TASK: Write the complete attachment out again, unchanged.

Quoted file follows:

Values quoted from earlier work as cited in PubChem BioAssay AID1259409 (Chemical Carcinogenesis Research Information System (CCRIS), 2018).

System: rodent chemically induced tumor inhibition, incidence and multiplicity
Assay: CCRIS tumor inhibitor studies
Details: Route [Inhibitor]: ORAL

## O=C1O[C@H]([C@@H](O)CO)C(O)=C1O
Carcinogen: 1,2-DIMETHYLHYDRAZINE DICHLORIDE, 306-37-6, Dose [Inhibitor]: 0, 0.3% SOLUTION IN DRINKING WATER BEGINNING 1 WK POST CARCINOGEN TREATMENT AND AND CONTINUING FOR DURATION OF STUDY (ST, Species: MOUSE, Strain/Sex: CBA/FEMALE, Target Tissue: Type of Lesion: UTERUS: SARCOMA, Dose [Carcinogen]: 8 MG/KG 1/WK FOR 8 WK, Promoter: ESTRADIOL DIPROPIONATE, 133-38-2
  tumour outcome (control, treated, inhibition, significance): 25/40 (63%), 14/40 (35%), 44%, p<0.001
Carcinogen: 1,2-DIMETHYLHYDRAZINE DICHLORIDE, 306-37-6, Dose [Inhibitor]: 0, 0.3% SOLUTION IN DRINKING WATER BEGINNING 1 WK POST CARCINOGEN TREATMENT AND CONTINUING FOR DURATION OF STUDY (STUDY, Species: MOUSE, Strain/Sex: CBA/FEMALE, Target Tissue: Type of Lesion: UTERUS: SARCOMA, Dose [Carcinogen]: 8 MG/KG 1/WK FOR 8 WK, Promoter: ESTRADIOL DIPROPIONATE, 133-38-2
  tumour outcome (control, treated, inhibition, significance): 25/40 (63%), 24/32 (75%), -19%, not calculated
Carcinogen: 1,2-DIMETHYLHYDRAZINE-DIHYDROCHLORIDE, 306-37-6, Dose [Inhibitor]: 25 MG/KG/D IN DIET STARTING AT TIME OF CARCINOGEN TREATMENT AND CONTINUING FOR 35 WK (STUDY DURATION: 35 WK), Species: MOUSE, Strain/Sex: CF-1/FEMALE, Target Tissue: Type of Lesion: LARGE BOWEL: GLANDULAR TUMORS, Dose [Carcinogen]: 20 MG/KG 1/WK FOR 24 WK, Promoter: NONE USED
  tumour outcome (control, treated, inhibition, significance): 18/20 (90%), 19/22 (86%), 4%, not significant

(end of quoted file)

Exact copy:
Values quoted from earlier work as cited in PubChem BioAssay AID1259409 (Chemical Carcinogenesis Research Information System (CCRIS), 2018).

System: rodent chemically induced tumor inhibition, incidence and multiplicity
Assay: CCRIS tumor inhibitor studies
Details: Route [Inhibitor]: ORAL

## O=C1O[C@H]([C@@H](O)CO)C(O)=C1O
Carcinogen: 1,2-DIMETHYLHYDRAZINE DICHLORIDE, 306-37-6, Dose [Inhibitor]: 0, 0.3% SOLUTION IN DRINKING WATER BEGINNING 1 WK POST CARCINOGEN TREATMENT AND AND CONTINUING FOR DURATION OF STUDY (ST, Species: MOUSE, Strain/Sex: CBA/FEMALE, Target Tissue: Type of Lesion: UTERUS: SARCOMA, Dose [Carcinogen]: 8 MG/KG 1/WK FOR 8 WK, Promoter: ESTRADIOL DIPROPIONATE, 133-38-2
  tumour outcome (control, treated, inhibition, significance): 25/40 (63%), 14/40 (35%), 44%, p<0.001
Carcinogen: 1,2-DIMETHYLHYDRAZINE DICHLORIDE, 306-37-6, Dose [Inhibitor]: 0, 0.3% SOLUTION IN DRINKING WATER BEGINNING 1 WK POST CARCINOGEN TREATMENT AND CONTINUING FOR DURATION OF STUDY (STUDY, Species: MOUSE, Strain/Sex: CBA/FEMALE, Target Tissue: Type of Lesion: UTERUS: SARCOMA, Dose [Carcinogen]: 8 MG/KG 1/WK FOR 8 WK, Promoter: ESTRADIOL DIPROPIONATE, 133-38-2
  tumour outcome (control, treated, inhibition, significance): 25/40 (63%), 24/32 (75%), -19%, not calculated
Carcinogen: 1,2-DIMETHYLHYDRAZINE-DIHYDROCHLORIDE, 306-37-6, Dose [Inhibitor]: 25 MG/KG/D IN DIET STARTING AT TIME OF CARCINOGEN TREATMENT AND CONTINUING FOR 35 WK (STUDY DURATION: 35 WK), Species: MOUSE, Strain/Sex: CF-1/FEMALE, Target Tissue: Type of Lesion: LARGE BOWEL: GLANDULAR TUMORS, Dose [Carcinogen]: 20 MG/KG 1/WK FOR 24 WK, Promoter: NONE USED
  tumour outcome (control, treated, inhibition, significance): 18/20 (90%), 19/22 (86%), 4%, not significant